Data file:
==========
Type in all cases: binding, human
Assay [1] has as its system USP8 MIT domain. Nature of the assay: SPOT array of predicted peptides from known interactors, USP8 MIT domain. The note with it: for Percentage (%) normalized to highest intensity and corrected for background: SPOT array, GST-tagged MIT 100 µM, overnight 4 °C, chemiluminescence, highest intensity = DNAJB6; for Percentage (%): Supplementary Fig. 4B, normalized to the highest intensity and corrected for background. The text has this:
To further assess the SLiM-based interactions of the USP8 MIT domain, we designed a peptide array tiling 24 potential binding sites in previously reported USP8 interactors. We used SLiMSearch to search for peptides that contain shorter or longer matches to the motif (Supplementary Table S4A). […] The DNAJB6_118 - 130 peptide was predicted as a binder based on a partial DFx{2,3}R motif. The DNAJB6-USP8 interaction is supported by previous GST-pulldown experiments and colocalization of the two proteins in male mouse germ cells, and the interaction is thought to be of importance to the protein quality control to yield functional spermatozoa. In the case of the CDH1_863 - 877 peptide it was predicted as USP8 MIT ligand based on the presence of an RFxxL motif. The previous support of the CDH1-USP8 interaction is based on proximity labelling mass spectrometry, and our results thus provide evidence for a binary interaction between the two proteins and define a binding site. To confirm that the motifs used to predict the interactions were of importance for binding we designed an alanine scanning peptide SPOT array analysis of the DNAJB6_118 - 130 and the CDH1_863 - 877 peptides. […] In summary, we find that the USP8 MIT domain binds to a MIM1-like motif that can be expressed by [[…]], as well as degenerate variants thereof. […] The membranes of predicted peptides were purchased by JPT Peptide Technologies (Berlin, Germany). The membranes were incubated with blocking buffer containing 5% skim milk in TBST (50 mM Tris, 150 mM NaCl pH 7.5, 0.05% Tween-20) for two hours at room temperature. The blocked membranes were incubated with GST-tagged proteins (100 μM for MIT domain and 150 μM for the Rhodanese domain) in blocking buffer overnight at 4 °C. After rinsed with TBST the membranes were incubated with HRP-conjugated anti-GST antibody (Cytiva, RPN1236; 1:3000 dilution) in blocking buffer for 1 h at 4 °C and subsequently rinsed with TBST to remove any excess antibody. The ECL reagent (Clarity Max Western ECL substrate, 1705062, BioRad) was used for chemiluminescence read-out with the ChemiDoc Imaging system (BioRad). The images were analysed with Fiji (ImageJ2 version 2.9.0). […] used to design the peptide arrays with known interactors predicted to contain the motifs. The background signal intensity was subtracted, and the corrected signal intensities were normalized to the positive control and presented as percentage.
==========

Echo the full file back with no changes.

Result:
Type in all cases: binding, human
Assay [1] has as its system USP8 MIT domain. Nature of the assay: SPOT array of predicted peptides from known interactors, USP8 MIT domain. The note with it: for Percentage (%) normalized to highest intensity and corrected for background: SPOT array, GST-tagged MIT 100 µM, overnight 4 °C, chemiluminescence, highest intensity = DNAJB6; for Percentage (%): Supplementary Fig. 4B, normalized to the highest intensity and corrected for background. The text has this:
To further assess the SLiM-based interactions of the USP8 MIT domain, we designed a peptide array tiling 24 potential binding sites in previously reported USP8 interactors. We used SLiMSearch to search for peptides that contain shorter or longer matches to the motif (Supplementary Table S4A). […] The DNAJB6_118 - 130 peptide was predicted as a binder based on a partial DFx{2,3}R motif. The DNAJB6-USP8 interaction is supported by previous GST-pulldown experiments and colocalization of the two proteins in male mouse germ cells, and the interaction is thought to be of importance to the protein quality control to yield functional spermatozoa. In the case of the CDH1_863 - 877 peptide it was predicted as USP8 MIT ligand based on the presence of an RFxxL motif. The previous support of the CDH1-USP8 interaction is based on proximity labelling mass spectrometry, and our results thus provide evidence for a binary interaction between the two proteins and define a binding site. To confirm that the motifs used to predict the interactions were of importance for binding we designed an alanine scanning peptide SPOT array analysis of the DNAJB6_118 - 130 and the CDH1_863 - 877 peptides. […] In summary, we find that the USP8 MIT domain binds to a MIM1-like motif that can be expressed by [[…]], as well as degenerate variants thereof. […] The membranes of predicted peptides were purchased by JPT Peptide Technologies (Berlin, Germany). The membranes were incubated with blocking buffer containing 5% skim milk in TBST (50 mM Tris, 150 mM NaCl pH 7.5, 0.05% Tween-20) for two hours at room temperature. The blocked membranes were incubated with GST-tagged proteins (100 μM for MIT domain and 150 μM for the Rhodanese domain) in blocking buffer overnight at 4 °C. After rinsed with TBST the membranes were incubated with HRP-conjugated anti-GST antibody (Cytiva, RPN1236; 1:3000 dilution) in blocking buffer for 1 h at 4 °C and subsequently rinsed with TBST to remove any excess antibody. The ECL reagent (Clarity Max Western ECL substrate, 1705062, BioRad) was used for chemiluminescence read-out with the ChemiDoc Imaging system (BioRad). The images were analysed with Fiji (ImageJ2 version 2.9.0). […] used to design the peptide arrays with known interactors predicted to contain the motifs. The background signal intensity was subtracted, and the corrected signal intensities were normalized to the positive control and presented as percentage.